Emerging Market Equities

Ongoing trade conflict between the US and China, a sharp slowdown in Chinese economic activity, the continued strengthening of the US dollar and associated tight US dollar liquidity collectively made for heavy going for the emerging markets equity asset class over the year to 30 September 2019. Against this challenging market backdrop, our three emerging markets equity strategies experienced mixed fortunes.

There are two broad drivers of the emerging market equity asset class: global growth and US dollar liquidity. Neither of these drivers were supportive over the year as a whole. Besides flagging global growth, the inherent strengths of the US economy relative to the rest of the world, combined with the asymmetric impact of the US-China trade war, have kept investors more optimistic about US assets and/or more pessimistic about the need to have sufficient US dollar-denominated assets. This has happened despite the enormous increase in the US fiscal deficit, which represents a huge drain on global dollar liquidity. The net effect of this has been a resumption of the uptrend in the US dollar relative to other global currencies that began in 2011 and which has been a major headwind for the asset class in recent years. The slide in growth and tight liquidity have been transmitted into emerging economies, with negative GDP growth revisions in almost all of the 26 emerging market economies represented in the MSCI Emerging Markets index during 2019.

Set against this demanding market backdrop, our Global Emerging Markets Opportunities (GEMO) and Emerging Markets Small Cap (EMSC) strategies outperformed their benchmarks over the year while our Global Emerging Markets strategy (GEM) trailed the index.

The GEMO strategy takes an assertively top-down, country-focused approach to emerging markets investing, with the team placing significant emphasis on making the right country allocation calls. This is complemented by a stock selection process that focuses on identifying quality growth stocks trading at reasonable prices within favoured countries.

Unusually, stock selection rather than country allocation decisions accounted for the bulk of the portfolio’s outperformance over the year, with South Korean, South African and Mexican holdings adding material value in the portfolio, more than offsetting weakness in Indian and Taiwanese positions. The strategy enjoyed healthy total net flows of £49 million over the year, some of which was raised in the US where the strategy’s mutual fund vehicle passed through the US$500 million mark.

India remains a market where the team sees significant potential and is one of the largest active overweights in the portfolio. Conditions are in place for growth to accelerate over the next two years, helped by the potential for an uptick in the credit cycle. Indian bank ICICI was the portfolio’s best performer, albeit overall stock picking in India was negative, with Indiabulls Housing Finance and consumer stock Mahindra and Mahindra both being laggards.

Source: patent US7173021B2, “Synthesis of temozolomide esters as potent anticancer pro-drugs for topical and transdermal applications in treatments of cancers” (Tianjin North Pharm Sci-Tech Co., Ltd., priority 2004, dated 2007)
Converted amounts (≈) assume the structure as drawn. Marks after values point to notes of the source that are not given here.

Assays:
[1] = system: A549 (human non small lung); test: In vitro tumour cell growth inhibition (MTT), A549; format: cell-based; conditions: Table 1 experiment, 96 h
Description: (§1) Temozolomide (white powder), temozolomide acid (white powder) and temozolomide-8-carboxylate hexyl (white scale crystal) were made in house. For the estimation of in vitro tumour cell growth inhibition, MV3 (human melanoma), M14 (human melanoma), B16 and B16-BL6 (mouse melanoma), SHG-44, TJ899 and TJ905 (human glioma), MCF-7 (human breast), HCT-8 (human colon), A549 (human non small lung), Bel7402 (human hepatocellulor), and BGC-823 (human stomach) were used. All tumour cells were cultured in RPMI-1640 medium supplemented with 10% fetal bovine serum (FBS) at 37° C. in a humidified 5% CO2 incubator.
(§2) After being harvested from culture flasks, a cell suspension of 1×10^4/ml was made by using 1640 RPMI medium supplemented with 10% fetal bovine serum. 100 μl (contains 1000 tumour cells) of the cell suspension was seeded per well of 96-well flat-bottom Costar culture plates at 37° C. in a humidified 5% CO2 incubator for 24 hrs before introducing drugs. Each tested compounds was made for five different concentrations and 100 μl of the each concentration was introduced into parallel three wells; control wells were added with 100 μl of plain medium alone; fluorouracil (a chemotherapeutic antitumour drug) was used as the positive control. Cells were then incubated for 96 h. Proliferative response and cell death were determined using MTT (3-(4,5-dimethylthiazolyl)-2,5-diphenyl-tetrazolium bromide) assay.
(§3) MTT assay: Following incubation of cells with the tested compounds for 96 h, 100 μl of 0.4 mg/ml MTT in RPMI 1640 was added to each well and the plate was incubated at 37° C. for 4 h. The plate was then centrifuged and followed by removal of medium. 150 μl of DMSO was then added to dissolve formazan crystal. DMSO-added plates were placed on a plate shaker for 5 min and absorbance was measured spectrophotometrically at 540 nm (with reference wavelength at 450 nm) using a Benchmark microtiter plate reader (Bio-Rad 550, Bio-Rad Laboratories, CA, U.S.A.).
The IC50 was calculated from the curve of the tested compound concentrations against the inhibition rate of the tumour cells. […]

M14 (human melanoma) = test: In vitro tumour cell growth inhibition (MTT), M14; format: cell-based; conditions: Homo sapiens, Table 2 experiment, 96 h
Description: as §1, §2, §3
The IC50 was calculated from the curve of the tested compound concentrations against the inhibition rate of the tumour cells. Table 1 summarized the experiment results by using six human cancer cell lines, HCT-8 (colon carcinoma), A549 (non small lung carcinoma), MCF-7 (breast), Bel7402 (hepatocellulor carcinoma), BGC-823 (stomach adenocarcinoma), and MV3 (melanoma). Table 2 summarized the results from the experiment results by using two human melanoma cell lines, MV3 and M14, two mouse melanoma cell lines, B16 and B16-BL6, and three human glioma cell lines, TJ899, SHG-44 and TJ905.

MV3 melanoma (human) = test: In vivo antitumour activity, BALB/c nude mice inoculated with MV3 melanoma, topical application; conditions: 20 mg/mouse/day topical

The Prague-based GEM strategy had a challenging year as stock selection weighed on returns, particularly within the financials and industrials sectors, the latter being affected by disruptions in some of the most relevant global supply chains. This cancelled out an excellent showing by the portfolio’s consumer discretionary names, such as Cyrela Brazil Realty and Anta Sports Products. This bottom-up strategy has a flexible, all-cap growth style and aims to identify companies demonstrating strong and improving operational performance, focusing particularly on changes in earnings momentum.

The Emerging Markets Small Mid Cap strategy, also managed by the Prague team, employs a distinctly bottom-up stock-picking approach aiming to find growth companies that have the potential to develop world-class products or become industry leaders in their local market. The strategy enjoyed strong performance over the period, as good stock selection easily outweighed modestly negative sector allocation effects. Consumer and financial holdings, such as Bata India, the largest retailer and leading manufacturer of footwear in India, added notable value.

The portfolio has become more defensive in recent months. The team have increased exposure to healthcare and consumer names, particularly domestic-orientated Chinese brands. Trade concerns continue to play on investors’ minds and have dominated headlines for some time. More domestically-focused names have seen a re-rating as a result, and the portfolio continues to benefit from holdings in this area.

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MSCI Emerging Markets Net Return Index (net dividends reinvested, in USD)

Fund Fact Sheets

Fund Name Fund Fact Sheet
Pendal Global Emerging Markets Opportunities Fund View the latest fact sheet
JOHCM Global Emerging Markets Opportunities Fund View the latest fact sheet
JOHCM Global Emerging Markets Small Mid Cap Equity Fund View the latest fact sheet